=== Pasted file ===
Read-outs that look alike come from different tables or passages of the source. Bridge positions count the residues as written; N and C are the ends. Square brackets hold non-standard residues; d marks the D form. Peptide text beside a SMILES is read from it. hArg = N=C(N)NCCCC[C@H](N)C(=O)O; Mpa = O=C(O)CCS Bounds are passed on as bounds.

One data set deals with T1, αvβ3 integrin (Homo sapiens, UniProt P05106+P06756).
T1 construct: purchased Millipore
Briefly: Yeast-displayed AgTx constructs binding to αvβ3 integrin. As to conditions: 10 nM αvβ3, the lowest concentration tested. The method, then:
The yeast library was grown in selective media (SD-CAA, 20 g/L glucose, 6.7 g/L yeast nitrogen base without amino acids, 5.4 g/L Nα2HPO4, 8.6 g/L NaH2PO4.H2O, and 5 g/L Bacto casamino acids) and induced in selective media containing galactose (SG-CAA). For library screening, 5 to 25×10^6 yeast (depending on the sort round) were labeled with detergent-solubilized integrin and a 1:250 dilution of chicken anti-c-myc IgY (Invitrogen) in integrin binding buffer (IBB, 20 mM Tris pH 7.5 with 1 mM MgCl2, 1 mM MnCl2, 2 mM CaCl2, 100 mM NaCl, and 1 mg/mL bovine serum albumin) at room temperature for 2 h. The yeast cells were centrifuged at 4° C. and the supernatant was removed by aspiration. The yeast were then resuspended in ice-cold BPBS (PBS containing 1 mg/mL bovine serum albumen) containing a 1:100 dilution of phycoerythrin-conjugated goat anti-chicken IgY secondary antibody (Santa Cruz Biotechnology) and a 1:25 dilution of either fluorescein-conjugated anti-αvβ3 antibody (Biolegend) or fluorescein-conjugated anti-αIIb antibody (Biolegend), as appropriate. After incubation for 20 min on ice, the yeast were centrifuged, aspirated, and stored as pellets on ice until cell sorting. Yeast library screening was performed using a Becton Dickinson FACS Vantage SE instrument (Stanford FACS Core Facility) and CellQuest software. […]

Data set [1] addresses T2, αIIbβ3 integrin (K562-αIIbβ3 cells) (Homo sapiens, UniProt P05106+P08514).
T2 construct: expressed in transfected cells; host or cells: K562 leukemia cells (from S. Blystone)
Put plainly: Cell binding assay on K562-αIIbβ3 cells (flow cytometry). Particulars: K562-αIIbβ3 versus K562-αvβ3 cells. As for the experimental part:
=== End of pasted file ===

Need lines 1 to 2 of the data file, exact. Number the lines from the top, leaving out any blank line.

Read-outs that look alike come from different tables or passages of the source. Bridge positions count the residues as written; N and C are the ends. Square brackets hold non-standard residues; d marks the D form. Peptide text beside a SMILES is read from it. hArg = N=C(N)NCCCC[C@H](N)C(=O)O; Mpa = O=C(O)CCS Bounds are passed on as bounds.

One data set deals with T1, αvβ3 integrin (Homo sapiens, UniProt P05106+P06756).